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RETAILERS AND CONSUMERS INDICATE REASONS FOR HOLIDAY OPTIMISM IN NATIONAL FINDINGS OF LARGE-SCALE SURVEY EFFORT

 RETAILERS AND CONSUMERS INDICATE REASONS FOR HOLIDAY OPTIMISM
 IN NATIONAL FINDINGS OF LARGE-SCALE SURVEY EFFORT
 NEW YORK, Nov. 26 /PRNewswire/ -- As the holiday season swings into full gear, the prognosis will be relatively more optimistic than crystal ball purveyors of gloom and doom have been predicting, according to two recent surveys.
 Certainly, both retailers and consumers alike are suffering from a strained economy. Yet, in linking the attitudes of more than 1,000 retailers and nearly 3,000 consumers across the country about the holiday outlook, in two separate but related surveys, retailers and consumers alike indicate there are reasons for holiday optimism.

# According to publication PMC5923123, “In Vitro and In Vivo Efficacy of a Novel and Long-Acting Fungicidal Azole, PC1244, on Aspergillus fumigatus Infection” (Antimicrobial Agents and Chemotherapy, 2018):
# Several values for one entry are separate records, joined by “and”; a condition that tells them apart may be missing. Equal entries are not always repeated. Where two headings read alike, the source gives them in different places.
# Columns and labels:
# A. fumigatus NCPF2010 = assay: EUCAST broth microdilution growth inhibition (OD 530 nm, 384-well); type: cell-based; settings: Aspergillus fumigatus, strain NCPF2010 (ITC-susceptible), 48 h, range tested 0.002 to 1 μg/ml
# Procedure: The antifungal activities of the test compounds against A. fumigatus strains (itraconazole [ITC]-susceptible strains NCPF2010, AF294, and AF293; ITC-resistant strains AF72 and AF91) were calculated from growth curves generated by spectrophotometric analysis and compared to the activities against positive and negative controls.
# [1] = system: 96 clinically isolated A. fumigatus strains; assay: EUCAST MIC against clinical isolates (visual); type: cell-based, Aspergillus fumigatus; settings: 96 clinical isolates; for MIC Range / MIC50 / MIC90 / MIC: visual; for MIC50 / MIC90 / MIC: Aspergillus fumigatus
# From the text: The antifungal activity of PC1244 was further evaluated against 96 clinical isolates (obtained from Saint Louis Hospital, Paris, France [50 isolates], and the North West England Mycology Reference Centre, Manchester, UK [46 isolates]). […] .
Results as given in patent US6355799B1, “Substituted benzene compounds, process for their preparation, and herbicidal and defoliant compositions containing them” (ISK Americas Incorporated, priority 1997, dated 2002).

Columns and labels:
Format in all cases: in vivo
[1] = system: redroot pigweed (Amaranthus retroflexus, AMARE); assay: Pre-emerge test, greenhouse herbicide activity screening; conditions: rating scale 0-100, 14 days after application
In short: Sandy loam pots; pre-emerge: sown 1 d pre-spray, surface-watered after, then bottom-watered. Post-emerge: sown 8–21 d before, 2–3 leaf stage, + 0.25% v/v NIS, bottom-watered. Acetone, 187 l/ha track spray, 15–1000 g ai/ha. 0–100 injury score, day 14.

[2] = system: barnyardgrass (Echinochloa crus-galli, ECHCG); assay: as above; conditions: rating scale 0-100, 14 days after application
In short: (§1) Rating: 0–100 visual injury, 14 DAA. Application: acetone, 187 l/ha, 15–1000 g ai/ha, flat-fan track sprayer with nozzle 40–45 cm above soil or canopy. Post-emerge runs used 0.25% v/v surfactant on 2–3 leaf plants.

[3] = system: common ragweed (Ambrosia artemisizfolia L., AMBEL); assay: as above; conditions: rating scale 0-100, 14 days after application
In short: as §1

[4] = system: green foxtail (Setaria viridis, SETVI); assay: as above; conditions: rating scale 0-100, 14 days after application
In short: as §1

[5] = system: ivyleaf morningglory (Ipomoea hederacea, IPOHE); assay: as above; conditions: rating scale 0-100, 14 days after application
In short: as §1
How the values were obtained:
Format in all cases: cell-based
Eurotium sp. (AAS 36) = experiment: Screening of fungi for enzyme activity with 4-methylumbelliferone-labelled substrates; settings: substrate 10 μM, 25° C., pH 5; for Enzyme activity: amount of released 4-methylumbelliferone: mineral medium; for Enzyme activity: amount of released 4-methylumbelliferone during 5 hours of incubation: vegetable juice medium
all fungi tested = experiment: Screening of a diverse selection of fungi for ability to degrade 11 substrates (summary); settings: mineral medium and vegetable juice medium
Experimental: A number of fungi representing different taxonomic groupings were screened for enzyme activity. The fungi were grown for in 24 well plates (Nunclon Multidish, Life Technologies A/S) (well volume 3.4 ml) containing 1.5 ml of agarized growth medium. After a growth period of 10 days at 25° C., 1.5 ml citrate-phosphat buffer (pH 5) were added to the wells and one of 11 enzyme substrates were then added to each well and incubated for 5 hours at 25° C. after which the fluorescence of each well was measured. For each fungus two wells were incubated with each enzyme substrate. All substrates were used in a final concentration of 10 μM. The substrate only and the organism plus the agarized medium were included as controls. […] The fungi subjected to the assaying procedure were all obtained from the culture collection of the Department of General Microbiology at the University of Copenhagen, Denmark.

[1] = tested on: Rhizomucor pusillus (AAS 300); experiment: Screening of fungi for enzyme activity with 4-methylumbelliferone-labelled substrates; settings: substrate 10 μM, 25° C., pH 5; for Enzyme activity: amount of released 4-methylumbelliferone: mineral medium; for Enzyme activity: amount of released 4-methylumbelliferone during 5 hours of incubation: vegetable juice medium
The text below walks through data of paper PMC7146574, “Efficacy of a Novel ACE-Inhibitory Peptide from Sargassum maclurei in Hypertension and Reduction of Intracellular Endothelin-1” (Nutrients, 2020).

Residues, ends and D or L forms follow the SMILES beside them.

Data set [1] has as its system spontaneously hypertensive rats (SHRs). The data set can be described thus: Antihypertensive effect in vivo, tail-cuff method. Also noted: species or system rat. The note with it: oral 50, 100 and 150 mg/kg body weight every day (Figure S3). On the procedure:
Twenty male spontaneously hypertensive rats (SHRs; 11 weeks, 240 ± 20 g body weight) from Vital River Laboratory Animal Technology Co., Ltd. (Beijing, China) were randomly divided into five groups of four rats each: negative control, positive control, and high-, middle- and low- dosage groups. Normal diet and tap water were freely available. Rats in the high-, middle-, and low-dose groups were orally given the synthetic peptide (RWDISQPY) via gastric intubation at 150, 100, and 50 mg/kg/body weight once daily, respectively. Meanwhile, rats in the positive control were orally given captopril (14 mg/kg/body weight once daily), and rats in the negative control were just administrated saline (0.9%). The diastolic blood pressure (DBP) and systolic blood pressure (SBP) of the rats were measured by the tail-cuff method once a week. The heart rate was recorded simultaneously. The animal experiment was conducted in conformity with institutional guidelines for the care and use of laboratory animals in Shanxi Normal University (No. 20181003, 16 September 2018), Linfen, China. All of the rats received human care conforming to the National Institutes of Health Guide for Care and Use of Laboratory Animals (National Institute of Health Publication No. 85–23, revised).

Though full resiliency is not a near-term reality for retailers and consumers, here are some of the hopeful indicators from the two survey findings:
 -- Retailers nationwide are more confident than last year.
 -- The holiday sales picture appears a bit brighter than a year ago.
 -- Consumers plan to spend more than retailers anticipate.
 And given that future expectations about the economy can affect current spending habits, it is encouraging to see from the findings that:
 -- Retailers are fairly upbeat about the nation's economy for the New Year.
 -- Consumers, compared to their outlook for the economy as a whole, have more positive outlook about their personal finances for 1992.
 These are among the results from an exclusive survey arrangement this fall between the TRADE Retail & Distribution Group of Deloitte & Touche, the Big Six accounting/consulting firm, and DDB Needham Worldwide, the nation's seventh largest advertising agency.